Jago Hartland

I am fighting one of the longest battles known in terms of a genetic disease. Incurable, Cystic Fibrosis slowly shuts down your organs, your lungs and digestive system. I was born with a collapsed lung and spent my first five months in hospital, a start like this in life, no one would have predicted that I would go on to trek in Vietnamese jungles, climb mountains and run competitively by the age of 18.

I wasn’t diagnosed with CF until after my brother and sister had been told they had the same disease. At the age of 13, 6-foot-tall and a healthy 80 Kilos, this surely was a mistake. I was in shock. Even though my attendance at school was below 60% due to chronic chest infections and constant stomach issues, it would never have occurred to me that I had a genetic illness. As much as I believed that it was poor luck, I realised whilst growing up that I had to do up to two, or three times as much exercise as my friends to keep up with their level of fitness. Coming to reality with disease I learnt to understand what I was fighting, and how to keep winning the battle.

Keeping a high level of fitness and a clean diet keeps my condition under wraps. I have used my CF to motivate me beyond achieving my goal, it has been the driving power for me to achieve my own personal greatness. Keeping track of medication has always been difficult, trying to keep a clean diet whilst consuming up to 5000 calories to stay fit and healthy can be a challenge itself. In most CF cases, an average person would have to consume up to 50% more than an undiagnosed person in order to keep their body functioning at a normal level. Back in October 2015, I ran the Great South Run in Portsmouth; three days later I was climbing Scafell Pike in the Lake District whilst consuming an average calorie amount. As my digestive system couldn’t regulate my calorie intake, a couple of days later I was medicated for compact stomach syndrome. Illness aside, I was pleased to raise over £1000 for the Starlight Foundation. This race was the catalyst in understanding my condition, respecting it, but never letting it limit what I can achieve.

Since that race, I have managed to understand my body better and have competed in multiple races in 2016 without dramas. Being able to understand my condition and medication has always been key, yet my circumstances have often made it difficult. Carrying up to 4 extra kilograms of medication on treks or expeditions can be exhausting. On my DofE Gold Expedition, I needed to try and ensure I’d be nebulising my medication twice a day and creating an extra 20 minutes between cooking and setting up camp has taught me to be more efficient than others around me. It was later in July 2016, on a Sixth Form expedition in Vietnam that this was more of an infuriating issue- having to do medication that was drying my mouth out in 40C degree heat wasn’t the most enjoyable. Let alone not keeping regular bowel movements out in the jungle where many insects and animals are very interested in you.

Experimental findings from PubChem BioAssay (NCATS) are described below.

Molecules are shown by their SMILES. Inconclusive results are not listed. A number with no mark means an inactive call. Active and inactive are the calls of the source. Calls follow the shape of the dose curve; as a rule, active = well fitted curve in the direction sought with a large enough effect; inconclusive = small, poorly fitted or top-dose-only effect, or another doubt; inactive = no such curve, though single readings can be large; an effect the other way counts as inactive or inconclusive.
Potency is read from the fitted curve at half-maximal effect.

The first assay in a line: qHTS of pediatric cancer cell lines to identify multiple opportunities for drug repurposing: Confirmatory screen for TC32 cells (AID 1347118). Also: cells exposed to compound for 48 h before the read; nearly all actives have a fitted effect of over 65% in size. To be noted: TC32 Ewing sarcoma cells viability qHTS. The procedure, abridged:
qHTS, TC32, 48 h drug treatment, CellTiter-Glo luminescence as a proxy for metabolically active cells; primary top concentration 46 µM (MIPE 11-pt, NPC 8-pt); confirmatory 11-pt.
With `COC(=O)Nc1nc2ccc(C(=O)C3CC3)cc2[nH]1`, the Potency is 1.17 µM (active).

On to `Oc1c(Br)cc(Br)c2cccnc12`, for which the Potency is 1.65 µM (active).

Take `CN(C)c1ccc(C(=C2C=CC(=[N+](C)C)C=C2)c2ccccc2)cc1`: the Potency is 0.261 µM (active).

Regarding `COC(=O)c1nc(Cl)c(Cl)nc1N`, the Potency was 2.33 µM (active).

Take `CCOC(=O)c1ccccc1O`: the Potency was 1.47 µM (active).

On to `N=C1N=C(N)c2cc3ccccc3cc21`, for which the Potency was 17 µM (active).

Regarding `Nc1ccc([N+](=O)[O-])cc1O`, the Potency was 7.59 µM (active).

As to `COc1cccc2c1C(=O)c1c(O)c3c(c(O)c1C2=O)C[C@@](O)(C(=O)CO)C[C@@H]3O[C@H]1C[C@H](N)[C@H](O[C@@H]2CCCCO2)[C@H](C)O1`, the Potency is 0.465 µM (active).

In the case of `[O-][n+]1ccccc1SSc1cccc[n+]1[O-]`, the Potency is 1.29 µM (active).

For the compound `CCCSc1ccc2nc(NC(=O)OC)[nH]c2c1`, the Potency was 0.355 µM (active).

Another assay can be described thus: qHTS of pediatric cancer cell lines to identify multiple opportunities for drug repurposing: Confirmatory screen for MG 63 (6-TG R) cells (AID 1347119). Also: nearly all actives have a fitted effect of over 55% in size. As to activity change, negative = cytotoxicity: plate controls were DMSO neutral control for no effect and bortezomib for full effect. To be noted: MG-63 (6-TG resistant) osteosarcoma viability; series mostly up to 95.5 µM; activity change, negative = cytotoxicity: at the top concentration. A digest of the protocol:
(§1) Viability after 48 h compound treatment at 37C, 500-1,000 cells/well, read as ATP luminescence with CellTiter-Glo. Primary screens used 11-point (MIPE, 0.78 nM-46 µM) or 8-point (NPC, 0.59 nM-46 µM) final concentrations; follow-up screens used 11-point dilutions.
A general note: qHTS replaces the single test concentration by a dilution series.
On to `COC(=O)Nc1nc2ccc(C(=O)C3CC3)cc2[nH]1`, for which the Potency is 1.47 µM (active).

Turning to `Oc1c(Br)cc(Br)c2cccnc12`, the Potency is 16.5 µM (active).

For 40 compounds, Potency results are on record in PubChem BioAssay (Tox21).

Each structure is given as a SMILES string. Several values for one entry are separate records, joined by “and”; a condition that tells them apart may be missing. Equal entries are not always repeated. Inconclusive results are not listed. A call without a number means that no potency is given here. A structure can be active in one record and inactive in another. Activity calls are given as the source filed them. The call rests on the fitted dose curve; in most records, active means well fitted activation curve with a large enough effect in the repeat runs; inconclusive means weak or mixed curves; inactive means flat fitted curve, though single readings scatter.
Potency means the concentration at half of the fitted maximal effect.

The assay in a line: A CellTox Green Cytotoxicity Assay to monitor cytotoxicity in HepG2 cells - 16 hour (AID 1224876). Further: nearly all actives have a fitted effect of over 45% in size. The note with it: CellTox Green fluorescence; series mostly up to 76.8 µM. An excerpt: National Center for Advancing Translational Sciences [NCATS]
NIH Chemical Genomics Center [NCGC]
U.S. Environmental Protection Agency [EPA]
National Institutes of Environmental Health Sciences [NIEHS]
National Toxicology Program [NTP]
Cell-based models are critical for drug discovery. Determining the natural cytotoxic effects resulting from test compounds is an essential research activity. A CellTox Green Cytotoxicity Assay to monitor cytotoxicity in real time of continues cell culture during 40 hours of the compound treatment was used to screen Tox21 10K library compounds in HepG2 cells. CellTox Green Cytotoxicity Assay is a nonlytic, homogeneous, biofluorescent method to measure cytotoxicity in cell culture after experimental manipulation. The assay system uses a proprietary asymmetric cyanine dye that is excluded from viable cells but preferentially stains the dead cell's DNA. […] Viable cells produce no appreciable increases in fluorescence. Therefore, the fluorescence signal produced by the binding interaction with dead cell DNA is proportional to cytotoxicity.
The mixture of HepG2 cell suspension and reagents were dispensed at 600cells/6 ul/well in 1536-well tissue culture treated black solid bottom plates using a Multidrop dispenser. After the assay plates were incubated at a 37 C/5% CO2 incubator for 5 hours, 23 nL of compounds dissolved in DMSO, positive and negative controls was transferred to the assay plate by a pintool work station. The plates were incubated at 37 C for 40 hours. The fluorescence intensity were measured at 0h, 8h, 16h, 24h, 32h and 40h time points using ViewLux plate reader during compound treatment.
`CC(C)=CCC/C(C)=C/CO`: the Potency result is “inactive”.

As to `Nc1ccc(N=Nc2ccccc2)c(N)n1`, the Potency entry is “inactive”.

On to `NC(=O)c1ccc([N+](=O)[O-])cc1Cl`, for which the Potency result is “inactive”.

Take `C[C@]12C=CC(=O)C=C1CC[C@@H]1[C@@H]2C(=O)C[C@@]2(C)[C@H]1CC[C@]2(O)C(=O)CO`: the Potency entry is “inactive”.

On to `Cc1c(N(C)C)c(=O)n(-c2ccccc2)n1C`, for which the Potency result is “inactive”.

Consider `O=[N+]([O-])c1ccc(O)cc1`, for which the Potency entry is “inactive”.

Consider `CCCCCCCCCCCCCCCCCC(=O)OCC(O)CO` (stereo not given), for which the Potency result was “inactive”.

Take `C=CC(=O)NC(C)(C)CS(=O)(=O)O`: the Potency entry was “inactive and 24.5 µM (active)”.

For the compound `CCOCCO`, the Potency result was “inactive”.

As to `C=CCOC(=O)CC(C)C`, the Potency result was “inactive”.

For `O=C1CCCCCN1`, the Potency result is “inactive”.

With 2017 underway, I have many more challenges planned. I am currently the organising leader of a three peaks team in aid of the Cystic Fibrosis Trust, helping to fundraise for a charity working to beat CF. In June I shall be trekking the Western Himalayas through a work scheme, and I am hoping to catch a glimpse of Everest, you never know, possibly a future goal. The small goals are as important as the peaks in life, day to day routine. Another goal on my list is to get the award for Runners Run of the year with my small local running club, only a handful of the club runners will see me get given this handmade, wooden yet inexpensive trophy. Even still, if you create a goal for you then you are the one getting the gratification from it, from Everest to the small running club trophy.

I have certainly gained support and attention from doing the things I love whilst fighting Cystic Fibrosis. Many people have asked ‘Why you!?’ or ‘are you angry for being diagnosed? My first initial thought has always been that life could be a thousand times worse than it is. I could be in a much worse condition than I am currently in and CF has opened my eyes in many ways. I often reply: ‘like everyone, I have my angry and upset days; you wouldn’t be human if you didn’t’. Whether you have Cystic Fibrosis or not, I believe it is important to be grateful for what you have and make the most out of today, because you aren’t always promised another.

If you were as moved by Jago’s story as we were, you can visit his Justgiving page below and help raise money to fight CF


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